The Centre for Human Rights, University of Pretoria, held a Civil Society Organisation (CSO) Forum on the sidelines of the Second Ordinary Session of the Fifth Parliament of the Pan-African Parliament (PAP) on 11 May 2019. Some of the organisations that were present at the forum include: Section 27, Lawyers for Human Rights, Open Society Initiative for Southern Africa, Mediation for Peace and Human Rights, Human Rights Institute of South Africa, Economic Justice Network, Mediation for Peace and Human Rights, Corruption Watch, Centre for Applied Legal Studies, Fredrich-Ebert-Stiftung, Lesotho Women’s Law Clinic, Media Institute of Southern Africa, Southern African Parliamentary Support Trust, Business and Human Rights Tanzania, Institute for Social and Economic Rights Uganda, AIDS Foundation of South Africa, Afrika Parliamentary Network and Under The Same Sun, Tanzania.

The main objectives of the CSO Forum was to foster closer collaboration between CSOs on PAP-related issues on one hand, and between CSOs and the PAP on the other, with a view to advancing and promoting the mandate of the continental Parliament. The forum aimed to sensitise CSOs on the workings of the PAP to promote active and constructive citizen and civil society engagement with the PAP and to encourage more programming on issues pertaining to the PAP. The forum further aimed to deepen reflections on the establishment of a PAP Civil Society Coalition. Ms Bonolo Makgale of the Centre’s Democracy, Transparency, and Digital Rights Unit, reflected that more than a decade after its inauguration, the PAP continues to find ways towards sustainably establishing formal and informal mechanisms for meaningful engagement with African people and civil society. The mandate of the PAP, as a representative of the people of Africa, cannot be implemented without engaging and involving citizens and civil society in their activities.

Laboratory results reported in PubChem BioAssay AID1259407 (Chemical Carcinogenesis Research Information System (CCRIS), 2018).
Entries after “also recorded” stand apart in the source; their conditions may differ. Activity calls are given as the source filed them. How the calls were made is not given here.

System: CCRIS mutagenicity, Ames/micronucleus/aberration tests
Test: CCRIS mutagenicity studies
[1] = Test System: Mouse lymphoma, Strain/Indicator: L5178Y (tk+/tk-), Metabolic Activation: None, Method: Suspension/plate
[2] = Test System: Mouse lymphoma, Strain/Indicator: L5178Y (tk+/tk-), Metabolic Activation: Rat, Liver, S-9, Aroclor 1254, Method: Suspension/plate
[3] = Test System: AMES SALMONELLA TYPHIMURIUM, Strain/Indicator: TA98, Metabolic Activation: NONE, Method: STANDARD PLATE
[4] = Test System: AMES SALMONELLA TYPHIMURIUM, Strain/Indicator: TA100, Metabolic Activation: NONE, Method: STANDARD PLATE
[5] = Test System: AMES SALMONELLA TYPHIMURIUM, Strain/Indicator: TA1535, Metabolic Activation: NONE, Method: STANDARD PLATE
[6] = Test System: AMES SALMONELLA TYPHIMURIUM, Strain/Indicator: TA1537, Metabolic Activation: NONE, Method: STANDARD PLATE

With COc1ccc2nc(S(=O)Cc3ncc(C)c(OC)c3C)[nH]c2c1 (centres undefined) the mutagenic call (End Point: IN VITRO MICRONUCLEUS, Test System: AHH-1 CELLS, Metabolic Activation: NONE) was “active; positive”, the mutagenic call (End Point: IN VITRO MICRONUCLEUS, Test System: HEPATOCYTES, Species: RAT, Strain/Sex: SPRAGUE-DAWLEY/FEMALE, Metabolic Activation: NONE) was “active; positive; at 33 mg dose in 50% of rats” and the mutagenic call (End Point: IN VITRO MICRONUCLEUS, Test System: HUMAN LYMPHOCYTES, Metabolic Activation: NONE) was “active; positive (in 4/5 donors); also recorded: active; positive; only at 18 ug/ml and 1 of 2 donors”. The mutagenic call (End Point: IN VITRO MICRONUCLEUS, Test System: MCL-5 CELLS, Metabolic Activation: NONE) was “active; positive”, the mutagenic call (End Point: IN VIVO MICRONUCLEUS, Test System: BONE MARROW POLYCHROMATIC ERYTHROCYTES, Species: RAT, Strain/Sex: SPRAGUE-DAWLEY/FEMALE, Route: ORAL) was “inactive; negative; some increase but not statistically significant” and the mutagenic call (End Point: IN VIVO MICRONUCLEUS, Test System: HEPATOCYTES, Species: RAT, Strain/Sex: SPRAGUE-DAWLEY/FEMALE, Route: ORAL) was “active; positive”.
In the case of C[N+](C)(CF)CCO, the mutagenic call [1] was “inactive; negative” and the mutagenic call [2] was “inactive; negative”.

In his opening remarks Honorable Stephan Masera, the First Vice-President of the PAP, commended the Centre for the initiative and efforts of bringing together key actors in democracy and human rights from across the continent to discuss this timely issue.  He was of the view that the future of the continent is in the hands of CSOs. He noted that the CSO Forum’s objectives are relevant to PAP’s mandate to ensure that there is full participation of African people in the development and economic integration of Africa. He further noted that the deliberation of this meeting will provide meaningful insights for collaboration between and among the PAP and CSOs.

Mr Clement Mavungu, the legal officer of PAP, in his attempt to sensitise CSOs on the workings of the PAP and potential avenues to engage with PAP, reflected on the functions of the PAP. These functions are budgeting, oversight, advisory and consultative. He stated that PAP, as it is currently constituted, does not have full legislative powers to make binding laws. He extended a call for CSOs to offer technical support in advocacy, development of model laws and policy formation.

Mr John Makamure, Executive Director of the Southern African Parliamentary Support Trust (PAPST), echoed the view of all stakeholders when he noted that there is a need for CSOs to engage with the PAP. He further remarked that the rationale for CSO engagement with PAP is in the recognition of its mission as a platform for the people of the African continent to engage the African Union. This is in line with the ongoing African Union reforms which seeks to foster more citizen engagement with its organs.

Dr Nkatha Murungi, Assistant Director of the Centre for Human Rights, reflected that the meeting was timely considering the shrinking civic space. Dr Murungi suggested that civic space in Africa is only enabled for CSOs as long as it does not challenge power. Therefore, the meeting will assist CSOs in exploring creative ways to engage with existing African Union structures such as the PAP. The CSO Forum was resolute that there is a need for further engagement with the PAP.  

Prof Frans Viljoen, the Director of the Centre for Human Rights, made a call for the CSOs present to be part of the journey to the establishment of a coalition of CSOs. He committed the Centre to lead this process. He urged members of the CSOs to form a steering committee that will strategise on the formation of the coalition. The Centre for Human Rights is committed to steering the process and put it on motion.

For more information, please contact:

Ms Bonolo Makgale
Programme Manager Democracy and Civic Engagement Unit

Tel: +27 (0) 12 420 4199
Fax: +27 (0) 86 580 5743


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